You can always count on a serial killer for some memorable lessons in righteous living. No other type of cinematic villain is so didactic, so fundamentalist in his values, so committed to life coaching. It takes an intolerant ideologue with a black-and-white worldview and a superiority complex to make a moralistic slashegory work these days. In morally uncertain times, psycho always knows best.
The killer in "Saw," directed by James Wan and co-written by Wan and Leigh Whannell, who also stars, does his best to fit in, but his anger feels inchoate, misdirected, sort of petty. The Jigsaw Killer, as he's known, hates people who don't fully appreciate life. So he plucks them from their routine, sticks them in a painstakingly engineered deathtrap and forces them to mutilate themselves or others to survive.
So far so good, as these things go, except that the Jigsaw Killer doesn't seem outraged or repulsed by his victims -- a drug addict, a depressed guy, a guy who calls in sick too often -- so much as he seems annoyed by them. By the time he gets to the grumpy apathetic guy, you're thinking the killer's approach to victim selection is a little tetchy and scattered, as if he were drawing his righteous indignation from a Garfield desk calendar. He's the Andy Rooney of serial killers.
Plus, his methods are undeniably grisly, but his concept isn't quite nailed down. If there's one thing we demand of a moralizing serial killer, it's a certain pedagogic and aesthetic symmetry. But Wan and Whannell's psycho suffers so much anxiety of influence (Dario Argento, David Lynch and David Fincher are quoted obsessively and indiscriminately) that his game is a hybrid mess. One minute, he's locking victims into a Nine Inch Nails-inspired steel contraption; the next, he's freaking them out with a Grand Guignol puppet on a tricycle and stalking around his lab in a Quasimodo cape. He's a little bit Marilyn Manson, a little bit Vincent Price. Mostly, though, he's incredibly industrious, especially in light of the final reveal.
The story begins as Adam (Whannell) wakes up in a filthy but spacious subterranean bathroom chained to some pipes, across from the similarly restrained Dr. Lawrence Gordon (Cary Elwes). Between them is a dead man (suicide) holding a gun in one hand and a tape recorder in the other. A couple of personalized tapes explain that whoever kills the other gets to live. As an added incentive, the voice on the tape throws Dr. Gordon's family, unconvincingly played by Monica Potter and Makenzie Vega, into the mix. Also, a couple of saws too weak to cut through metal. Meanwhile, a freshly deranged detective named Tapp (Danny Glover) obsessively tries to crack the case, despite having been fired from the police department. Despite their deadline, Gordon fills Adam in about what's been happening, which is how we learn that the doctor, the killer and the detective go way back, and how we come to suspect a certain sniffy, sexually ambiguous orderly, Zep (Michael Emerson), who arouses suspicion by being sniffy and sexually ambiguous.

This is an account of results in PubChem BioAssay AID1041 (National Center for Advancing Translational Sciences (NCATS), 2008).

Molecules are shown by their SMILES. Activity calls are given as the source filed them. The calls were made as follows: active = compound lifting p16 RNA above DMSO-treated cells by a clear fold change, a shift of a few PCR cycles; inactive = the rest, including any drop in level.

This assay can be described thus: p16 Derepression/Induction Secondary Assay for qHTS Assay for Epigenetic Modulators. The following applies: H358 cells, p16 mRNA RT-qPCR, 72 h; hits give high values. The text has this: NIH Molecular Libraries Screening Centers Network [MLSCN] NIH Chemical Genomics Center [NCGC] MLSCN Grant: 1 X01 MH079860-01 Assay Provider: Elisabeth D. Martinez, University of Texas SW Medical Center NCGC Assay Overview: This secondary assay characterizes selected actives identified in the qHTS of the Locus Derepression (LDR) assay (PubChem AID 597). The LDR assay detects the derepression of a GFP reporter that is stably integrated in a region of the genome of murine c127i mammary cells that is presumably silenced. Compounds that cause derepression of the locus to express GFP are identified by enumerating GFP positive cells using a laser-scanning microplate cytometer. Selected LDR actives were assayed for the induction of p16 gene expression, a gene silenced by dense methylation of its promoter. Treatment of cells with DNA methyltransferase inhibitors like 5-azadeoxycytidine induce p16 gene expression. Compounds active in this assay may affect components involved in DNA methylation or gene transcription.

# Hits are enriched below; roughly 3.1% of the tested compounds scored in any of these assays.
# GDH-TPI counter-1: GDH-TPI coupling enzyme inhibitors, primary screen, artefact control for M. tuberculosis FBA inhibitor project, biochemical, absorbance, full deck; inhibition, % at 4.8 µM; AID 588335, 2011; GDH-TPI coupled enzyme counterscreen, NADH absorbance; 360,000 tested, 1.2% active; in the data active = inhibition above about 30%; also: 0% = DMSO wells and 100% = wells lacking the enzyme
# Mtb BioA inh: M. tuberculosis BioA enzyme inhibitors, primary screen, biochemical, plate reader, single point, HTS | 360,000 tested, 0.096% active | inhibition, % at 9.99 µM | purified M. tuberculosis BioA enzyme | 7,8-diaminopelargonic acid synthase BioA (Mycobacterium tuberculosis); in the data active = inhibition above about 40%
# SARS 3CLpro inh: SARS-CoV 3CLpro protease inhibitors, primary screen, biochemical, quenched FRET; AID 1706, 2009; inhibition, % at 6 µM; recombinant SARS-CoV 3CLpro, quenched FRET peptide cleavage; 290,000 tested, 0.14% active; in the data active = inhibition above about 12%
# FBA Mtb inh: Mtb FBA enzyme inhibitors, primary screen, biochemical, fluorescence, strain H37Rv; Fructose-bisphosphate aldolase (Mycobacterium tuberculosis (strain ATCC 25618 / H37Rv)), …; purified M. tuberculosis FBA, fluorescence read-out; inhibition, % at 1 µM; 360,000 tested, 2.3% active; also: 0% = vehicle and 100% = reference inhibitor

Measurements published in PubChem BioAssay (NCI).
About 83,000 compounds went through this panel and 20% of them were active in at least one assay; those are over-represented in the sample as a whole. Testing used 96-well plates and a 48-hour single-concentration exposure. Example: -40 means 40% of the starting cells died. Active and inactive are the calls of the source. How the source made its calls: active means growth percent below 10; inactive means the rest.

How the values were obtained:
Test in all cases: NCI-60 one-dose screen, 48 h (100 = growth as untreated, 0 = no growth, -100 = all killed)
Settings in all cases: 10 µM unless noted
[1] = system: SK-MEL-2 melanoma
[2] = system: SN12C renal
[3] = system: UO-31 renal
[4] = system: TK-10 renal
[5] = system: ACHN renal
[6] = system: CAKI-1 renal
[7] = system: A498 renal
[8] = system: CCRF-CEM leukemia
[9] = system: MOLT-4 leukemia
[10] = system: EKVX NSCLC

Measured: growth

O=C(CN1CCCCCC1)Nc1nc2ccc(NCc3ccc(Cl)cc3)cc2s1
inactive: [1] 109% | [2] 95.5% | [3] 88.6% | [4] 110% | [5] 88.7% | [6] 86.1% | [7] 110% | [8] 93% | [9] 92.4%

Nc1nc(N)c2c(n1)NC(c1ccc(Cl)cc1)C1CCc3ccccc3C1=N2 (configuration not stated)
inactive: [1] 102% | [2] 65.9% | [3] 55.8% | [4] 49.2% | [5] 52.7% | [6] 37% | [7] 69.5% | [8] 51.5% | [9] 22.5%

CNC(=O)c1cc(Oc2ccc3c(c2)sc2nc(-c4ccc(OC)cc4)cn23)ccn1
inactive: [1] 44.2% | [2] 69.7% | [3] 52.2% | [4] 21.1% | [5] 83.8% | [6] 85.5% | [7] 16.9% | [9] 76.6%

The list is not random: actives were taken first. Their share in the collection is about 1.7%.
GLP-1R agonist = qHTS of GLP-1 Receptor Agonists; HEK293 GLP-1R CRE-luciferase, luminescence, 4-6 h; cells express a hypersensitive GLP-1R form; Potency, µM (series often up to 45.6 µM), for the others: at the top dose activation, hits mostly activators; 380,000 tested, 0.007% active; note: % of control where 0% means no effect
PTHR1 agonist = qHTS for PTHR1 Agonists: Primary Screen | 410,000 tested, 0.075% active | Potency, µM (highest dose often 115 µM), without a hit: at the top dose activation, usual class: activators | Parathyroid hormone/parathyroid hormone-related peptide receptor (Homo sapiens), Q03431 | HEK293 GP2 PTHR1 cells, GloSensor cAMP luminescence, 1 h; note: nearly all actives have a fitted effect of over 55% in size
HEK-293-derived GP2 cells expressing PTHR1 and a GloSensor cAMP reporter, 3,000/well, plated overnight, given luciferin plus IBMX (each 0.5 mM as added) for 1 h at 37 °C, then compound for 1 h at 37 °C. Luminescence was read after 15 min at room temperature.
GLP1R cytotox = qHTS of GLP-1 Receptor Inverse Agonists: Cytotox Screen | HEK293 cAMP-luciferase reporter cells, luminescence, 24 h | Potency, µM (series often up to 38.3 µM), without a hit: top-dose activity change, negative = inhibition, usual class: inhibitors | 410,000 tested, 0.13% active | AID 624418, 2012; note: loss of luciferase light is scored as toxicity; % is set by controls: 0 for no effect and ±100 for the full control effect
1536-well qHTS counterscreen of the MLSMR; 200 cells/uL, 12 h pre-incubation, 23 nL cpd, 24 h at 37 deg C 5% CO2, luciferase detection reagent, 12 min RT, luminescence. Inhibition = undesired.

"Saw" features some earnest scenery-chewing courtesy of Elwes, who has trouble holding on to his American accent as the stakes rise. (So does the Australian Whannell.) The paler and more frightened Elwes grows, the more he roars between whimpers, like he's Richard III.
The scenery, as it happens, can't really take the abuse. Oddly intent on coming across as ghoulish and macabre, "Saw" looks just like the starkly lighted B-movie set it is. It's never a good sign when, as the hero's wife and child are being tied to the bedroom set by the creepy orderly, one's companion leans over and whispers, "I rented those bedposts from Universal once." Generally, one prefers for the furniture to remain part of the furniture.
But "Saw" carelessly underscores its own shaky narrative at every turn with its mid-budget hokiness. This might be due, in part, to Wan and Whannell's good luck. The two, who met as film students in their native Australia, are further proof that Hollywood dreams do come true -- as long as boys keep churning out gory, smart-alecky Fincher derivatives. The ensuing budget got them halfway to an expensive look. Not that this would've mattered had the story hung together. But "Saw" is so full of twists it ends up getting snarled. For all of his flashy engineering and inventive torture scenarios, the Jigsaw Killer comes across as an amateur. Hannibal Lecter would have him for lunch.
MPAA rating: R for strong, grisly violence and language
Times guidelines: Gruesome violence inexplicably deemed as watchable as puppet sex
Cary Elwes...Dr. Lawrence Gordon
Danny Glover...Det. David Tapp
Monica Potter...Alison Gordon
Makenzie Vega...Diana Gordon
Twisted Pictures present a Burg/Koules/Hoffman production, released by Lions Gate. Director James Wan. Producers Gregg Hoffman, Oren Koules, Mark Burg. Executive producers Stacey Testro, Peter Block, Jason Constantine. Story by James Wan and Leigh Whannell, screenplay by Leigh Whannell. Director of photography David A. Armstrong. Editor Kevin Greutert. Costume designer Jennifer Soulages. Music Charlie Clouser. Production designer Julie Berghoff. Art director Nanet Harty. Running time: 1 hour, 40 minutes.
In general release.